• Other extreme measures: Some measures go beyond changing voting behavior, including adjusting electoral college and judicial voting rules, cracking down on citizen-led electoral initiatives, and banning private donations that provide resources to conduct elections.
    • Recoil: These Republican efforts have resulted in Democrats in Congress finding a way to pass federal voting laws. A major voting bill was passed in the House of Representatives in March, but it has faced difficult obstacles in the Senate, including from Joe Manchin III, Democrat of West Virginia. Republicans have remained closed to the proposal, and even if the bill went into effect, it would most likely face major legal challenges.
    • Florida: Measures here include restricting the use of mailboxes, introducing additional identification requirements for postal ballot papers, requiring voters to request a postal vote at every election, restricting who can pick up and dropping ballots, and further empowering partisan observers during the vote counting process.
    • Texas: The Texas Democrats successfully blocked the state’s extensive voting law known as SB 7 in a nightly strike and launched a large nationwide registration program that focuses on racially diverse communities. But the state’s Republicans have promised to return in a special session and pass a similar voting bill. SB 7 includes new postal voting restrictions; granted the party election observers a broad new autonomy and authority; escalated penalties for mistakes or offenses by election officials; and banned both drive-through voting and 24-hour voting.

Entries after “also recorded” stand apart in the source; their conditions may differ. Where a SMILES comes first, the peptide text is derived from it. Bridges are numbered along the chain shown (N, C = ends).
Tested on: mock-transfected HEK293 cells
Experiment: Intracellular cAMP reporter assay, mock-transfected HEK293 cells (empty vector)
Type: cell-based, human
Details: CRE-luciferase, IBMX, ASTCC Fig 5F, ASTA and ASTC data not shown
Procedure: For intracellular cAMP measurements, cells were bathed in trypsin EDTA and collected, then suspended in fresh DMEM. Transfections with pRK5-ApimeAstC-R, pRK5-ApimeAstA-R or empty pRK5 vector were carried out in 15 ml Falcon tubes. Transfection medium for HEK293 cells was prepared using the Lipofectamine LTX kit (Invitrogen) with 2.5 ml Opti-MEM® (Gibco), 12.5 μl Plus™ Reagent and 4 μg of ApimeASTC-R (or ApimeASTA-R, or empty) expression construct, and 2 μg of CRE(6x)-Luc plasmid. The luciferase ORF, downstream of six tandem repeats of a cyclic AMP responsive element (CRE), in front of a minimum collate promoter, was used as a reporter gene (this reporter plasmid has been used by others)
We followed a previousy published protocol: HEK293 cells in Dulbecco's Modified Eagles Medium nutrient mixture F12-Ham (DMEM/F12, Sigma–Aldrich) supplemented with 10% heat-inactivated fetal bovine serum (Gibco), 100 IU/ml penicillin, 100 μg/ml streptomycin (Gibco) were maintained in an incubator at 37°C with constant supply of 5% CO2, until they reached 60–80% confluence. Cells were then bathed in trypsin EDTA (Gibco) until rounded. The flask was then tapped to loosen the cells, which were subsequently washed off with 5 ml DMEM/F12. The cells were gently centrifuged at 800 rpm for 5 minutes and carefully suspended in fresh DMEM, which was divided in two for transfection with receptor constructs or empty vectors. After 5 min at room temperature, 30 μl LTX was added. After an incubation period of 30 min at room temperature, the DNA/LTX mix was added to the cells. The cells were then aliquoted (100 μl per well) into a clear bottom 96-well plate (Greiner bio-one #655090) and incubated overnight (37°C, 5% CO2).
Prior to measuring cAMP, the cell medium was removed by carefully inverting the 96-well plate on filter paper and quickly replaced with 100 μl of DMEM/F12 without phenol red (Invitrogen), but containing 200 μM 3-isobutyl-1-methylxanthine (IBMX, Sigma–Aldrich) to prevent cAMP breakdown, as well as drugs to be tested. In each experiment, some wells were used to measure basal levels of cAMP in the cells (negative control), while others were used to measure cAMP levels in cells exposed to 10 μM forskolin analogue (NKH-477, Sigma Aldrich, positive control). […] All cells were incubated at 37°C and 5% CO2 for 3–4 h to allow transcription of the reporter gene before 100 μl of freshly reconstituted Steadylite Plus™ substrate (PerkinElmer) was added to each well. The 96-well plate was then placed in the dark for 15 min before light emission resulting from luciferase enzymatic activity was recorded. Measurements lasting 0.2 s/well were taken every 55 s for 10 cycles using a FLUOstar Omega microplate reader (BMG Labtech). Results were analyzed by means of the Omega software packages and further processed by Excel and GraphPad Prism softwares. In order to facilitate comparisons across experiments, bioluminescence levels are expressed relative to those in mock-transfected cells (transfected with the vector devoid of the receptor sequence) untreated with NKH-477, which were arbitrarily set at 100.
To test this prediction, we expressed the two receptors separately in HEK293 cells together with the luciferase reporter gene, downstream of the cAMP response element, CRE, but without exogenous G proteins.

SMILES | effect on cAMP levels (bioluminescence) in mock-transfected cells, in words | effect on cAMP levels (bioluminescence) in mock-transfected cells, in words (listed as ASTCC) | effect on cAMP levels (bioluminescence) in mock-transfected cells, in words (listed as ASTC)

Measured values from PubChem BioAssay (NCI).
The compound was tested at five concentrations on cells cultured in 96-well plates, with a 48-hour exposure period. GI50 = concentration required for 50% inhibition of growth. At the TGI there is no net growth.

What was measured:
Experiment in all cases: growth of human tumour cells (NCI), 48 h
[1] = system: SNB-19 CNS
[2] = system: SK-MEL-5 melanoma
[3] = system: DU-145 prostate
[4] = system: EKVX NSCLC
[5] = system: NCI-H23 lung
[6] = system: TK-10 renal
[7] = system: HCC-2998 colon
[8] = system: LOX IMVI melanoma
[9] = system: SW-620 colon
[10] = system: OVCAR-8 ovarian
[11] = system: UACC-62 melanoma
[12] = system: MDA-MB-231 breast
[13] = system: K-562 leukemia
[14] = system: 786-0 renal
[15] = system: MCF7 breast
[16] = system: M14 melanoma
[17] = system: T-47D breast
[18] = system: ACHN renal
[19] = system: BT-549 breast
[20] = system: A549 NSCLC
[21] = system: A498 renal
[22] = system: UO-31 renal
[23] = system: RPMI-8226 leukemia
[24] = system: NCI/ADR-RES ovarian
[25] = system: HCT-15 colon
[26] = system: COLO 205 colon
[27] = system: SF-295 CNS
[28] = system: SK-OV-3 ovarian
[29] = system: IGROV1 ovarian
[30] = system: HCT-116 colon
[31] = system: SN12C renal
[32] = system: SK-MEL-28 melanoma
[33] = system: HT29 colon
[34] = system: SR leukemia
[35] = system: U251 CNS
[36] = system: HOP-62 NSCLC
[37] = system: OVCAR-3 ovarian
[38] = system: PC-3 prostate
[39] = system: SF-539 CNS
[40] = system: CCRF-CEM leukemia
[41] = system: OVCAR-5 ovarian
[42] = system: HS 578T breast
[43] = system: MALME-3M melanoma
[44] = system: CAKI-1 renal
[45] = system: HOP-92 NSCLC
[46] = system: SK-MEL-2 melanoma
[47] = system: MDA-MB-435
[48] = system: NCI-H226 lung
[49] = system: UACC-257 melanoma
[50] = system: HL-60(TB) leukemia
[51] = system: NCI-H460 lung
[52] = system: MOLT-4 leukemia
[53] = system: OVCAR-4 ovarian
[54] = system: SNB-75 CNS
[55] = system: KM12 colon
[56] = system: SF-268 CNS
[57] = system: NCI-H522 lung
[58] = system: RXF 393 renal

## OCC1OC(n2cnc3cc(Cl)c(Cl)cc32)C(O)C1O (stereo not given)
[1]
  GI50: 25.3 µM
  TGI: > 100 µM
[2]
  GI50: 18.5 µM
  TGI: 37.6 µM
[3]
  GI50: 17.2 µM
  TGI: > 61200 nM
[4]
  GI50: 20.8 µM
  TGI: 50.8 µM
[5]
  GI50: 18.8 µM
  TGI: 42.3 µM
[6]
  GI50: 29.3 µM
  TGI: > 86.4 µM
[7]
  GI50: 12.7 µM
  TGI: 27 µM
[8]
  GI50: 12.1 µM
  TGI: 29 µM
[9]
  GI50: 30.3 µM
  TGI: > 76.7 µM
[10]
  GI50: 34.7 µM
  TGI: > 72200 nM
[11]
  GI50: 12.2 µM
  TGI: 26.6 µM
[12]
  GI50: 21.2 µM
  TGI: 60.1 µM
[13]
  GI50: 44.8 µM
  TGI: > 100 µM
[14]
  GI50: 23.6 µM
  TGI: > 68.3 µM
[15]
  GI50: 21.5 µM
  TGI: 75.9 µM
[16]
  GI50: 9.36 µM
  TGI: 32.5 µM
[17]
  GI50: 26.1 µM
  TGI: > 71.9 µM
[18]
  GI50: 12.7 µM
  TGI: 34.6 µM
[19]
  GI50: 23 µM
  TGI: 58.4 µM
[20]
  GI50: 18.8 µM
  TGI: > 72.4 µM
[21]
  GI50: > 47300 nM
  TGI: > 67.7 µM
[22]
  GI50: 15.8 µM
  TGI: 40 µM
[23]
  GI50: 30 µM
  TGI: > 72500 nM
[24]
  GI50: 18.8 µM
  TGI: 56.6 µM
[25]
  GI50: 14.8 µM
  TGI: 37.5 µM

• Other states: Arizona’s Republican-controlled legislature passed a law that would restrict the distribution of postal ballots. The bill, which provides for voters to be removed from the state’s standing pre-election list if they do not cast a vote at least every two years, may be just the first in a series of voting restrictions enacted there. Georgia Republicans passed sweeping new electoral laws in March that restrict ballot boxes and make the distribution of water within certain boundaries of a polling station a misdemeanor. And Iowa has imposed new restrictions, including shortening the deadline for early voting and voting in person on election day.

Mr Jackson said Home Depot’s faith leaders called for four specific measures: speak out against Georgia’s electoral law, publicly oppose similar bills in other states, offer support for the John Lewis Voting Rights Act in Congress, and support litigation that does Georgia law.

Not all constituencies are on board in a boycott.

“I cannot fully support a boycott within Georgia,” said Aunna Dennis, executive director of the Georgia Chapter of Common Cause. “The boycott hurts the working class. But companies have to be held accountable for where they invest their dollars. “

Faith leaders confirmed the concerns of leaders, both Democrats and Republicans, about the effects of boycotts, but felt the stakes were high enough.

“It is unfortunate for those affected, but how many millions will be affected if they do not have the right to vote?” said Jamal H. Bryant, the senior pastor of the New Birth Missionary Baptist Church in Lithonia, Georgia.

“And when we weigh it, we winkly understand that this is a necessary evil,” said Dr. Bryant. “But it has to happen for the good to happen.”